Q: Enclosed is a photo of a porcelain juice set that belonged to my grandmother close to 40 years ago. The set includes a pitcher and six matching glasses. Each piece is marked with an artist's palette and a brush. Below that is the letter “L” in a circle. The pitcher and glasses are trimmed in gold and the decorations are pastel flowers in relief. I am pretty certain it is more than 60 years old, and it is in perfect condition. I hope you can provide me information about the maker, origin and value of my set.
A: Lenox, Inc. made your cider/lemonade set, and they used the mark you described from 1906 to around 1930 on their Belleek wares. American Belleek was made by several companies and designed to compete with the Irish Belleek. They have been located in Trenton, N.J., since 1889. The company was founded as the Ceramic Art Company by Jonathan Coxon Senior and Walter Scott. By 1906, the name was changed to Lenox, Inc. Dinnerware sets have been ordered by several United States presidents, including Franklin Delano Roosevelt and Ronald Reagan. Your circa 1930 lemonade set would probably be worth $400 to $600.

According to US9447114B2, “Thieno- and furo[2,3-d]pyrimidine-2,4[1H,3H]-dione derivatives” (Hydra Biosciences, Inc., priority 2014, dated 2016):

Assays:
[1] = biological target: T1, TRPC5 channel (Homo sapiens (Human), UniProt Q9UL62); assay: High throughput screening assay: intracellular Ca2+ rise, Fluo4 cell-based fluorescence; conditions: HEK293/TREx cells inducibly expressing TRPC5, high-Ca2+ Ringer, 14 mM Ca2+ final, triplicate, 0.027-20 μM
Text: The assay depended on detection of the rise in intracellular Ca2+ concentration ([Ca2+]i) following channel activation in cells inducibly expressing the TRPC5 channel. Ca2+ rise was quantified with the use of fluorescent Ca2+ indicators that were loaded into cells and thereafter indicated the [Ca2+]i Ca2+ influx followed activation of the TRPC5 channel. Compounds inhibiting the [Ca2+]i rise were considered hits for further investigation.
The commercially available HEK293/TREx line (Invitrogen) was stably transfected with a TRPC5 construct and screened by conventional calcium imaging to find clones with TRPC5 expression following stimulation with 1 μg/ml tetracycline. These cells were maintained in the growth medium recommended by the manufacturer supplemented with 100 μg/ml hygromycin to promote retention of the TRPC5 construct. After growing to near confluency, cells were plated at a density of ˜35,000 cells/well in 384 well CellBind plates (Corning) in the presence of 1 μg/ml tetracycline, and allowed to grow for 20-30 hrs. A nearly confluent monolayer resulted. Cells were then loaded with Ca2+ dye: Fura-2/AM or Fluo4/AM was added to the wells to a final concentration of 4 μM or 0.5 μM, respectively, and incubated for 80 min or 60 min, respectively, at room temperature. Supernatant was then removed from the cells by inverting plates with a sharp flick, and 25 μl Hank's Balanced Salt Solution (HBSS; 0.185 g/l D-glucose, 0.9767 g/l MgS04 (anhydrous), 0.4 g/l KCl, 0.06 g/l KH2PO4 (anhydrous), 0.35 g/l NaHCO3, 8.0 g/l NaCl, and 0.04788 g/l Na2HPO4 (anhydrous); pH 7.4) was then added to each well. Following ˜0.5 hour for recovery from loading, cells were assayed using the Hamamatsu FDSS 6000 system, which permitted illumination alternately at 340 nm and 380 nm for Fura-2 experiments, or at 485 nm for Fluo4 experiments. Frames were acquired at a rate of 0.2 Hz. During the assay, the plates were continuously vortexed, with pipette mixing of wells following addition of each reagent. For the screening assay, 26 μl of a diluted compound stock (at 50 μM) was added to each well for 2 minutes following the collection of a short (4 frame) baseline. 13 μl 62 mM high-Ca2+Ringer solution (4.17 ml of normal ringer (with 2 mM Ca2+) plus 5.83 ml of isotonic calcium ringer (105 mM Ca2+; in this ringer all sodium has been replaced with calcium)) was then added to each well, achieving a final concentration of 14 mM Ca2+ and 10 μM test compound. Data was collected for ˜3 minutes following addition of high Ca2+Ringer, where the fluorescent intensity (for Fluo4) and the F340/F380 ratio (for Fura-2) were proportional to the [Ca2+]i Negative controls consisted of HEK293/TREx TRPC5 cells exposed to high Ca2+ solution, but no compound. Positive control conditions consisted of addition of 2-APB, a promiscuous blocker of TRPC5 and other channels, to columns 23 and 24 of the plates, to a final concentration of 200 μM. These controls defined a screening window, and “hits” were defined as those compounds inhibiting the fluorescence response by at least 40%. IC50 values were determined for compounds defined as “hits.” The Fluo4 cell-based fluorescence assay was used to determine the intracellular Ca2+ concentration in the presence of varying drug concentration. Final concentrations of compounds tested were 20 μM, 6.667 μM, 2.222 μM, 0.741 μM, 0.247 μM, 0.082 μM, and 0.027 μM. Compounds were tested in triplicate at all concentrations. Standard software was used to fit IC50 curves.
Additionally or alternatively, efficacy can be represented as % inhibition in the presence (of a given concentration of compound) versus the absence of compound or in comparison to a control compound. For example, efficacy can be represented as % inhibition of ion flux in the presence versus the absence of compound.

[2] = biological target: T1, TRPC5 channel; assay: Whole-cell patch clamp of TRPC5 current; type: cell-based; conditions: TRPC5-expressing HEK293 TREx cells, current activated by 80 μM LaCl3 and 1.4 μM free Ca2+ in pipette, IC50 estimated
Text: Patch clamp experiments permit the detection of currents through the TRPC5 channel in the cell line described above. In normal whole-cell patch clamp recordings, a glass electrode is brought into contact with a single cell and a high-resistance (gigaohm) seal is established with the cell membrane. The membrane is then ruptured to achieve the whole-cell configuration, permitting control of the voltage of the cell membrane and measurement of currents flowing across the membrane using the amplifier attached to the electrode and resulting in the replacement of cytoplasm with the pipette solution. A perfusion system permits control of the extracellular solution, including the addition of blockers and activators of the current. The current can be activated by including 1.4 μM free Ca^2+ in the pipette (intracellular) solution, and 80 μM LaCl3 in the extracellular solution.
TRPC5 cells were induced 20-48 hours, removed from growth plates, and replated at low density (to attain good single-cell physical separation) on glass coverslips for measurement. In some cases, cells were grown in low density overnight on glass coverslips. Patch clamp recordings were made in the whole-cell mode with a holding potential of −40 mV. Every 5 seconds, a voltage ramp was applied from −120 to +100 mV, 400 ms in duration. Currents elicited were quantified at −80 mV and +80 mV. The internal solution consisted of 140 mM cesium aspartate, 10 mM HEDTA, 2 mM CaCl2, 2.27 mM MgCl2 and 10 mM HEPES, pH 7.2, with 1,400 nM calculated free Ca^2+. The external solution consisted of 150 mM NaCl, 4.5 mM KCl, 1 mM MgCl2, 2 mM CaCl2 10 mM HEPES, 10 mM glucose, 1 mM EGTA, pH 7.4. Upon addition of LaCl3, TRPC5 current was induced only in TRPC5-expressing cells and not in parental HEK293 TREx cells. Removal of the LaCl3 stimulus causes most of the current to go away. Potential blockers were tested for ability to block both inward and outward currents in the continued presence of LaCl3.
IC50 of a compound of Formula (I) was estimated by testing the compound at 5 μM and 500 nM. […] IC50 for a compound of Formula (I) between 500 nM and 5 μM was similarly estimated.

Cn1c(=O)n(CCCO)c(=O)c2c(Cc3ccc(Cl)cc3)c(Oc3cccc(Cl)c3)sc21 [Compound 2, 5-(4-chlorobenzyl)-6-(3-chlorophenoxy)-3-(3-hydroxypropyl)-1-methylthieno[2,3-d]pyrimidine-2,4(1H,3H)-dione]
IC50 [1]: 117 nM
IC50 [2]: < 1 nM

Q: This is a photocopy of the mark seen on the back of a small oval dish that I inherited from my grandmother. The dish is decorated with a man and woman in 17th-century costumes. They are standing in a garden setting. There is a filigree band on the border and gold around the scalloped edge. I can't find any information about my dish.
A: Sabin Industries, Inc. made your oval platter. The company was established in McKeesport, Pa., in 1946. They purchased blank pieces of china from other companies and used their own artists to decorate them, usually with transfer print designs. They often decorated their wares with French inspired scenes of couples wearing formal attire in garden settings. The mark on your platter shows the decoration is 22-karat gold. Sabin produced “Crest-0-Gold” series, and a variety of other tableware, ovenware, kitchenware and decorative pieces. In 1967 Chase Enterprises purchased Sabin along with Mount Clemens Pottery and McCoy Pottery. Your platter was made about 1950 and would probably be worth $20 to $30.
Address your questions to Anne McCollam, P. O. Box 247, Notre Dame, IN 46556. Items of a general interest will be answered in this column.